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phew :rolleyes:

i had the same dilemma when i built my skirt... i started with a split skirt then due to a long break when i assembled the skirt i found that the two halves had warped! so that kind of made my mind up for me and i joined the two halves into one.

there are pros and cons for both methods

the main ones being that: on a split skirt you have a visible joint (if only to you)

and they are an awkward thing to keep unbolting and bolting back together again.

and with the un-split one they are a juggling act to get through most domestic doorways and they can be very heavy when kitted out with all the hemis...

the nice thing is that you are doing it the most sensible way!

it is a lot easier to join a split skirt than it is to split one. ;)

good luck mate.


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the skirt will fit through my internal doors, but NOT through the external PVC ones.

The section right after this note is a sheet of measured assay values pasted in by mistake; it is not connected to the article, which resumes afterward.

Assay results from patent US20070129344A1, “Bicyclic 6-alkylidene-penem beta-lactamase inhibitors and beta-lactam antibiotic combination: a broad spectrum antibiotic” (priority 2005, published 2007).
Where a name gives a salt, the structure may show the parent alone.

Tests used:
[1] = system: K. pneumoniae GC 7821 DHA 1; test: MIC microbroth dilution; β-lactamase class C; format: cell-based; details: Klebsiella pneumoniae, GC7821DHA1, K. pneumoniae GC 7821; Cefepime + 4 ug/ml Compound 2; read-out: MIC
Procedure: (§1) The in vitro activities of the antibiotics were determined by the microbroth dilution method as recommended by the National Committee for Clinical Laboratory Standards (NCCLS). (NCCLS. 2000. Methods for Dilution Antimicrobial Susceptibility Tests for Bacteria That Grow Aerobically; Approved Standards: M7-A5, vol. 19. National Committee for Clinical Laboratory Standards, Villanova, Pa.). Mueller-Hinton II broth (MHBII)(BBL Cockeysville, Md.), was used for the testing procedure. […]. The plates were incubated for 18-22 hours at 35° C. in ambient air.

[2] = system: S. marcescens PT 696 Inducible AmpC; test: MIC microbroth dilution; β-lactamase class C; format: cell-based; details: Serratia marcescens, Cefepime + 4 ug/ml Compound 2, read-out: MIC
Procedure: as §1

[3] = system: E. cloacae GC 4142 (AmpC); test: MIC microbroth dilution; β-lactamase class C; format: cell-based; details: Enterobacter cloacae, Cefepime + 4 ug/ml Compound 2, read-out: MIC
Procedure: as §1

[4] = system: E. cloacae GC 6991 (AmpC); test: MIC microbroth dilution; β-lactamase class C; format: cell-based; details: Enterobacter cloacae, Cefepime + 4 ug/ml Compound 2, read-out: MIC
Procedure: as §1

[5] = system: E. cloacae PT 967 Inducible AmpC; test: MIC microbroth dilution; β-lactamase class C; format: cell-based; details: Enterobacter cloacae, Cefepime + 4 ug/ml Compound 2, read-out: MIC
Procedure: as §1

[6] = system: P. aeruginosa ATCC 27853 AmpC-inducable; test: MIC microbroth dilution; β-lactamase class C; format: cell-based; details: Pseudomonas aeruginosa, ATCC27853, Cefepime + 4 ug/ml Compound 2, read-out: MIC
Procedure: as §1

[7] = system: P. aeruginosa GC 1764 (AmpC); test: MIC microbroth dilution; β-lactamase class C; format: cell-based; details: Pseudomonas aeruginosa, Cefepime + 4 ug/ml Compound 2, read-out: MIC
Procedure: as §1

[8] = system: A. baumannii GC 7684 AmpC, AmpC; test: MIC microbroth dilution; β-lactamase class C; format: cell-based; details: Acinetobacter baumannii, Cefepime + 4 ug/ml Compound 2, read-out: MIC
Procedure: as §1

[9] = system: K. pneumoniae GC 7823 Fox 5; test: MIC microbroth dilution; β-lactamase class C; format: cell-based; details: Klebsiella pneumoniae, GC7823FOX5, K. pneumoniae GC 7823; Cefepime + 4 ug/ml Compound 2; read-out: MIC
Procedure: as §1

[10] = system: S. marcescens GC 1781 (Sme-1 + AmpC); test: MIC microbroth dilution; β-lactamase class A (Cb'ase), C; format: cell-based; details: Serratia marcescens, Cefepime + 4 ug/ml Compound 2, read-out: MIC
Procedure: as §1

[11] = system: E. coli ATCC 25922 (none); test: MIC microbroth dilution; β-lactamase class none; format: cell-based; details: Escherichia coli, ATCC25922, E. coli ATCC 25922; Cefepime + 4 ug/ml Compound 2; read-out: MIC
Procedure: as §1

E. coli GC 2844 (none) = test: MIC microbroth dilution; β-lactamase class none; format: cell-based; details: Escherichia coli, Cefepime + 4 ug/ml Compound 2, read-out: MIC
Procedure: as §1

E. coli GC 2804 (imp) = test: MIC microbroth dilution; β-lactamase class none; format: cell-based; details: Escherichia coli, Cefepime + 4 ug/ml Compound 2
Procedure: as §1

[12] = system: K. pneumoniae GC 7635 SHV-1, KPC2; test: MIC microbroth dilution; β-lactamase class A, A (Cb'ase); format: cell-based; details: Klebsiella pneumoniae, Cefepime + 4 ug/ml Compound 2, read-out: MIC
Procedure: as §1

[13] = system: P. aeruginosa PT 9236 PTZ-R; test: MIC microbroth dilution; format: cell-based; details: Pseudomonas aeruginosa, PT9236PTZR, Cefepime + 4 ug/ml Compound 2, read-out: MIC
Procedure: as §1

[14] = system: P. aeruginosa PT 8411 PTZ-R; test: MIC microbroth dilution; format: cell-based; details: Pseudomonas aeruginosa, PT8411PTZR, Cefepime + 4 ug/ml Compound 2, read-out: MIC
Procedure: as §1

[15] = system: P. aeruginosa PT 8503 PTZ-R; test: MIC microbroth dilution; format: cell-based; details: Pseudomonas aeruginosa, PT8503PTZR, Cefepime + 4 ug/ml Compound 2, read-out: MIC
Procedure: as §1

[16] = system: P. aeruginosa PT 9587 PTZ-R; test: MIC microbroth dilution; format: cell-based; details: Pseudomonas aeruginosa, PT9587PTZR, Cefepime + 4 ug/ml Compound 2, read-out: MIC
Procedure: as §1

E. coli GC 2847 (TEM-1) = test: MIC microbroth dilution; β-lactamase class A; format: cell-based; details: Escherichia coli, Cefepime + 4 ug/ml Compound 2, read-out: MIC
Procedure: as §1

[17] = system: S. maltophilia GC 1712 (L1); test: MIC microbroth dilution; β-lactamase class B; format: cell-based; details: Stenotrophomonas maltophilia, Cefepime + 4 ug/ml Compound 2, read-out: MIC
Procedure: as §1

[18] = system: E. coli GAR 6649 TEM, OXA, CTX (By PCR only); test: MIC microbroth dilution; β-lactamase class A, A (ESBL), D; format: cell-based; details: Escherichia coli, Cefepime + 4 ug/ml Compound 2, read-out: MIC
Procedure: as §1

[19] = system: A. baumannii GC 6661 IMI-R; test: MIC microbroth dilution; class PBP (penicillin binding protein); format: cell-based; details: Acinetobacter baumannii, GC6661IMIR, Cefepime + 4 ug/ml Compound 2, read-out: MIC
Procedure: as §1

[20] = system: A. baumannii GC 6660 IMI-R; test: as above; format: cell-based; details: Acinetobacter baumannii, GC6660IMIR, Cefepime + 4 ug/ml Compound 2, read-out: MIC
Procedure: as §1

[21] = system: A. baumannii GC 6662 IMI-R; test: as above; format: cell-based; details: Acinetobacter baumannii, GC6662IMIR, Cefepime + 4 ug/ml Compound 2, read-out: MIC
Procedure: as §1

I only found this out after I had glued and fixed all 4 vertical supports, and had cut nearly all the side panels ready to fit.

I needed to do one of the final messy parts outside, and thats when I found the bad news.

I had no other choice than to go back to my original plan of a split skirt (which kind of makes me happy), so off came the old side supports to get it through the doorway.

I've cut new "bolt-together" side upright supports, and will be fitting them soon.

one step forwards, two back.


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Eek! Thats NOT good at all!

Mind you, the same thing happened to me quite a while back on an earlier build. I had measured the internal doors but not the front or back door. And in a Victorian Terrace the only way that I could get the Skirt out of the house was by taking out the Sash Window in the living room.

Needless to say, the build was abandoned. Mind you, two years later and living in a more modern house (complete with Garage) the Build was back on.

Sory to hear of your missfortune, but the Split Skirt is a handy solution :-)

Good luck and looking forward to the next updates.

Mark D


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Glad you found out before it was too far into the build. At least you can allow for modifications without undoing too much work.

Its a bit like those people who build cars and stuff in their houses and have to knock walls down to get them out, and they call Dalek builders crazy

Adam S